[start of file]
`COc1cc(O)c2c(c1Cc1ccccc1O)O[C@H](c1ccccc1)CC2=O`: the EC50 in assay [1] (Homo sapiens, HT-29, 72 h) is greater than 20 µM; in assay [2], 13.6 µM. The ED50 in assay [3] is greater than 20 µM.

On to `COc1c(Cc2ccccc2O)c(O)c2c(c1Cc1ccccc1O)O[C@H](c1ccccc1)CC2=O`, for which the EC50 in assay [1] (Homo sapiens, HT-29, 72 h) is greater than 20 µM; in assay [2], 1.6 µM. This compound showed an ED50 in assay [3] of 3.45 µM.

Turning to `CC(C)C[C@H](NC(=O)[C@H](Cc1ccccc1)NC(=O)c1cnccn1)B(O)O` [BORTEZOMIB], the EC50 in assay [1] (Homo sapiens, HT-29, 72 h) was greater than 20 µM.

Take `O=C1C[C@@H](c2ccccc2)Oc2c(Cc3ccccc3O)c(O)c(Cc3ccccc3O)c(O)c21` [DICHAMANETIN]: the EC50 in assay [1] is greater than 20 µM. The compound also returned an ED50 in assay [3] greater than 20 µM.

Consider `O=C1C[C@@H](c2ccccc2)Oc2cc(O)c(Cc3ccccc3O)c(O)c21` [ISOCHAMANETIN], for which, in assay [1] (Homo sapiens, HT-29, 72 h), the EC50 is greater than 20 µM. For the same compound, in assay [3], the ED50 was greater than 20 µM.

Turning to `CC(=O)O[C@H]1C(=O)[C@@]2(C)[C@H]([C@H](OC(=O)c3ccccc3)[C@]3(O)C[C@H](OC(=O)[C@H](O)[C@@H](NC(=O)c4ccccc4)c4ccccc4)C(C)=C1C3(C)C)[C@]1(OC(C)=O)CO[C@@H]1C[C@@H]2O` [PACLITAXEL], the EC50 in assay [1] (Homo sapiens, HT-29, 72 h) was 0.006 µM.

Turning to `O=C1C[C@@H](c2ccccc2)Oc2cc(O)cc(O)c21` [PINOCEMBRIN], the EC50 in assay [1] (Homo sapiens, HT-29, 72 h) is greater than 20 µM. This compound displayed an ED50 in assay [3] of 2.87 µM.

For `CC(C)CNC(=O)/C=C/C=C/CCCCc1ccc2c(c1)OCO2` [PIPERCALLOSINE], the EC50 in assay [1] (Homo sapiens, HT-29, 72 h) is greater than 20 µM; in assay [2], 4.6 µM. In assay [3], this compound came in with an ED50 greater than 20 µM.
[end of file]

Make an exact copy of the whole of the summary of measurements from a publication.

`COc1cc(O)c2c(c1Cc1ccccc1O)O[C@H](c1ccccc1)CC2=O`: the EC50 in assay [1] (Homo sapiens, HT-29, 72 h) is greater than 20 µM; in assay [2], 13.6 µM. The ED50 in assay [3] is greater than 20 µM.

On to `COc1c(Cc2ccccc2O)c(O)c2c(c1Cc1ccccc1O)O[C@H](c1ccccc1)CC2=O`, for which the EC50 in assay [1] (Homo sapiens, HT-29, 72 h) is greater than 20 µM; in assay [2], 1.6 µM. This compound showed an ED50 in assay [3] of 3.45 µM.

Turning to `CC(C)C[C@H](NC(=O)[C@H](Cc1ccccc1)NC(=O)c1cnccn1)B(O)O` [BORTEZOMIB], the EC50 in assay [1] (Homo sapiens, HT-29, 72 h) was greater than 20 µM.

Take `O=C1C[C@@H](c2ccccc2)Oc2c(Cc3ccccc3O)c(O)c(Cc3ccccc3O)c(O)c21` [DICHAMANETIN]: the EC50 in assay [1] is greater than 20 µM. The compound also returned an ED50 in assay [3] greater than 20 µM.

Consider `O=C1C[C@@H](c2ccccc2)Oc2cc(O)c(Cc3ccccc3O)c(O)c21` [ISOCHAMANETIN], for which, in assay [1] (Homo sapiens, HT-29, 72 h), the EC50 is greater than 20 µM. For the same compound, in assay [3], the ED50 was greater than 20 µM.

Turning to `CC(=O)O[C@H]1C(=O)[C@@]2(C)[C@H]([C@H](OC(=O)c3ccccc3)[C@]3(O)C[C@H](OC(=O)[C@H](O)[C@@H](NC(=O)c4ccccc4)c4ccccc4)C(C)=C1C3(C)C)[C@]1(OC(C)=O)CO[C@@H]1C[C@@H]2O` [PACLITAXEL], the EC50 in assay [1] (Homo sapiens, HT-29, 72 h) was 0.006 µM.

Turning to `O=C1C[C@@H](c2ccccc2)Oc2cc(O)cc(O)c21` [PINOCEMBRIN], the EC50 in assay [1] (Homo sapiens, HT-29, 72 h) is greater than 20 µM. This compound displayed an ED50 in assay [3] of 2.87 µM.

For `CC(C)CNC(=O)/C=C/C=C/CCCCc1ccc2c(c1)OCO2` [PIPERCALLOSINE], the EC50 in assay [1] (Homo sapiens, HT-29, 72 h) is greater than 20 µM; in assay [2], 4.6 µM. In assay [3], this compound came in with an ED50 greater than 20 µM.